Museum of the Bible

Museum of the Bible October 2, 2018

One of the first exhibits one encounters after passing through the entrance area and having one’s ticket scanned is an exhibit focused on the Vatican Library and its holdings related to the Bible.

As you can see already, the museum’s displays – like those in any museum – are a mixture of original authentic objects and facsimiles of important ones that should be in any exhibit about the Bible, but obviously can only reside in one place. The valuing of things that were Catholic was not limited to this exhibit – although the museum was the result of a conservative Evangelical Protestant vision, one never gets a sense that the museum is sectarian, from the moment one enters until the end. You’ll see many examples of the specific exhibits and items on display that are my reason for writing that, as you read on in my photo essay.

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  • Phil Ledgerwood

    This makes me very inclined to visit – much more scholarly than I would have thought.

    • robrecht

      Likewise. Thanks, James!

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    • John MacDonald

      My favorite picture in the photo essay was the Green Lantern/Green Arrow comic book. I was a big time comic collector when I was a kid, and am just loving how popular comic book figures are now in TV and film.

      • Phil Ledgerwood

        Me, too! Although I skewed more Marvel than DC.

        • John MacDonald

          Speaking of religion in popular culture, I saw the animated movie “Small Foot” at the theater on Sunday, and it was all about a clan of Bigfoot (Yeti) who lived in a society based on religious practices that were deliberately fraudulently set up to keep the Yeti separated from humankind. Nicely, the chief skeptic in the Yeti society was a Bigfoot called MeeChee (rhymes with Nietzsche). Great animated movie for kids!

          • Phil Ledgerwood

            Did you ever see the movie “The Village?”

          • John MacDonald

            No, what’s it about?

          • Phil Ledgerwood

            It’s an M. Night Shyamalan flick about an isolated village surrounded by woods that are full of hostile creatures, or so it seems. Because of this, the community is very tight and insular. The story is kicked off by a boy wanting to find a neighboring village to get medicine and the village elders oppose this.

            I’m not going to say it’s the greatest movie in the world, but it’s a fun watch and it deals with themes like information, control, and superstition and the effects these things have on individuals and communities.

          • John MacDonald

            Sounds good. I tried to upvote your comment but the number isn’t showing for some reason, lol.

          • John MacDonald

            The Universe can really be something sometimes. I put an enormous amount of time and effort doing research trying to outline The Noble Lie Theory Of Christian Origins (see: ) And then when I was done and had made my peace with it, Warner Brothers with Karey Kirkpatrick and Jason Reisig just happened to come out with a star studded animation feature about the Noble Lie Presentation of the Yeti (Bigfoot) Religion! (Smallfoot, 2018). This is special for me as a former public school teacher because when we finished units with the kids, we would have a treat for them like a party or a movie related to the area of study. Watching “Smallfoot” at the theater on Sunday was kind of like that for me! It’s hard to remain secular when really cool coincidences like that happen.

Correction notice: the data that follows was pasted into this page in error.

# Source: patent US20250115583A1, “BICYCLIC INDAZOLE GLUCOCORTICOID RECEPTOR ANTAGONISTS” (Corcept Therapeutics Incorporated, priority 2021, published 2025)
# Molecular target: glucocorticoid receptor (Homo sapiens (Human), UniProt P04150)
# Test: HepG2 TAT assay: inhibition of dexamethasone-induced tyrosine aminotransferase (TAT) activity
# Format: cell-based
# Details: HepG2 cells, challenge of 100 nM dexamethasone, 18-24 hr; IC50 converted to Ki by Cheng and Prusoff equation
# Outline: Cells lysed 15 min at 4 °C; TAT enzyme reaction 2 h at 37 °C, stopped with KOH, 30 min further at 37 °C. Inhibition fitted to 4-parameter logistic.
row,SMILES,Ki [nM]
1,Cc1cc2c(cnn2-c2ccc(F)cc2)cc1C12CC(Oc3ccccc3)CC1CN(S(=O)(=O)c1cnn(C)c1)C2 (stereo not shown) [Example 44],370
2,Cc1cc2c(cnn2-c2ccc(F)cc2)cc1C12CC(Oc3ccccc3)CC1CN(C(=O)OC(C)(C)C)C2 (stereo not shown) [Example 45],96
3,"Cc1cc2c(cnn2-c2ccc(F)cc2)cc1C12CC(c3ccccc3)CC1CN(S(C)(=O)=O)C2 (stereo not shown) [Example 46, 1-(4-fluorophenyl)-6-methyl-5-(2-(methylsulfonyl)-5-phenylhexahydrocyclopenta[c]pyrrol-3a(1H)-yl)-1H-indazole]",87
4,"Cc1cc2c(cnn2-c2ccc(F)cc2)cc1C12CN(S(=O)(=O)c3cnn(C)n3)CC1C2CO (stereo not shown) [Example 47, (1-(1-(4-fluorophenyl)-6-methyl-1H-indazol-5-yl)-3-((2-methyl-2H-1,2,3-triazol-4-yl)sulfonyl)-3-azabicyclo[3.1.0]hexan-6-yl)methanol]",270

• John MacDonald

            The link to the “Smallfoot” trailer I posted above stopped working, so I posted a new one.

  • Ted Davis

    I also found the Museum very impressive and well balanced–you’ve highlighted many examples of their approach. A large number of scholars served as consultants, including me (for the section on science and the section on fundamentalism). I can affirm that the people preparing the exhibits listened very carefully.

  • Ken Riel

    Nicely done, thank you.

  • Alan Drake

    “Illicit antiquities” is too understated.

    Hobby Lobby funded ISIS.
    And unless they are complete fools, knowingly funded ISIS.

    I knew, at the time, that looting antiquities was a major source of funding for ISIS. Selling black market oil was their #1 source of income, but looting antiquities was close to #2.

    Buying looted antiquities is a crime and a sin at any time. But doing it when it funds ISIS ?

    That I cannot forgive absent a major effort to remedy some of the evils brought on by our Invasion of Iraq. Say, heavily lobbying evangelicals & Trump to dramatically increase the number of refugees admitted from Iraq.

    Absent that – no they are not forgiven or forgiveable. In two weeks, I will have three free days in DC. I will not visit the Museum of the Bible

  • Markus R

    Nicely done! Praise and thanks be to God for his Word!

  • Iain Lovejoy

    Now I’m conflicted. I had heard dire things about the museum, but it now seems worth visiting, but I am now also concerned about the issue of where it has purchased its exhibits from, and who got that money.

  • WaveDave

    I enjoyed seeing all of this…and am looking forward to going! Was supposed to go a couple of weeks ago with a tour, but we got hit by Hurricane Florence and the trip was cancelled. Thank you for the pictures etc.!!

  • David Cromie

    One could just as easily mount an exhibition on the widespread effects of any collection of legends, myths, and folklore from days of yore that takes one’s fancy!
    On doing so. one would clearly see that the current so-called ‘bible’ is a syncretic mish-mash of pre-existing myths, legends and folklore, mostly of Pagan origins.